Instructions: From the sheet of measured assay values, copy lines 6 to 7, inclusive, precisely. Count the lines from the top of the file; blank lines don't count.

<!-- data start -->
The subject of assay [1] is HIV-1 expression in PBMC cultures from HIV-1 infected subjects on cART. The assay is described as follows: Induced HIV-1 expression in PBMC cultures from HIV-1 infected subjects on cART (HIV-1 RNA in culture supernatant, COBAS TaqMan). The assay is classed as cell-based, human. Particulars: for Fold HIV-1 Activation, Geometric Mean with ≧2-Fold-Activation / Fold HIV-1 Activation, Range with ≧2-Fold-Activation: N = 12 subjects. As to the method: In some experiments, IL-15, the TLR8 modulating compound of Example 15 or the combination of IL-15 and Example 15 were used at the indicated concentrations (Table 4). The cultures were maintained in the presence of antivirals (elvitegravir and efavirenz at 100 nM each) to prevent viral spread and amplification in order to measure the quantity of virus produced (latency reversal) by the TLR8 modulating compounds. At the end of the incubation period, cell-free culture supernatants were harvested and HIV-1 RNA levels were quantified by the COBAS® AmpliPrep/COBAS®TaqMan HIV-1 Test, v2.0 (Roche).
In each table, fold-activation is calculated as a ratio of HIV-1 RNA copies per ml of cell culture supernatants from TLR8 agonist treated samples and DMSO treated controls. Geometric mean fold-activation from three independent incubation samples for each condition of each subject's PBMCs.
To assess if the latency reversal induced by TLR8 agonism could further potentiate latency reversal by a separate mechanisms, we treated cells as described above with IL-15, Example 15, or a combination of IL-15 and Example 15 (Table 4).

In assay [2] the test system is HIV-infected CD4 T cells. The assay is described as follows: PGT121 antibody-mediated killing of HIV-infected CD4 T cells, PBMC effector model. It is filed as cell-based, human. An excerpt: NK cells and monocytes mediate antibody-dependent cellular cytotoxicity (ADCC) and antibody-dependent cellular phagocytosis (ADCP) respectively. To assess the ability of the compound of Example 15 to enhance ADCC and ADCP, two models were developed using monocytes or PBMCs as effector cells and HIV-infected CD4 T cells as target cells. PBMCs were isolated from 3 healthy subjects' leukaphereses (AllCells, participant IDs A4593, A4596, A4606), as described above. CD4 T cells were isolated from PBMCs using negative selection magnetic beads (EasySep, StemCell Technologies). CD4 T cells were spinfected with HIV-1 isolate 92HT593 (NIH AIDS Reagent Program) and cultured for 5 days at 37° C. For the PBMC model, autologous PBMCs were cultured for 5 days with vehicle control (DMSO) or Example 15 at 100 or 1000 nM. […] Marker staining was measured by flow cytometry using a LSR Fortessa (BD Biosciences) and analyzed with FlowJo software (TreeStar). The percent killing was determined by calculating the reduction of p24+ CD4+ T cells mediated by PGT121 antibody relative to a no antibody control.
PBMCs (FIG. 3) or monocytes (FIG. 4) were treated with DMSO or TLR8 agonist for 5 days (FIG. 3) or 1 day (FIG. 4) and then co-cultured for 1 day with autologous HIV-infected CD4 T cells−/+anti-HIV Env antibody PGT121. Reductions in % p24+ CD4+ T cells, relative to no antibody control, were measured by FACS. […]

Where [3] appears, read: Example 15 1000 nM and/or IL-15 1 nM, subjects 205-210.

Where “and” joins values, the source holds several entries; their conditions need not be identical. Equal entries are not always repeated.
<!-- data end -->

Where [3] appears, read: Example 15 1000 nM and/or IL-15 1 nM, subjects 205-210.

Where “and” joins values, the source holds several entries; their conditions need not be identical. Equal entries are not always repeated.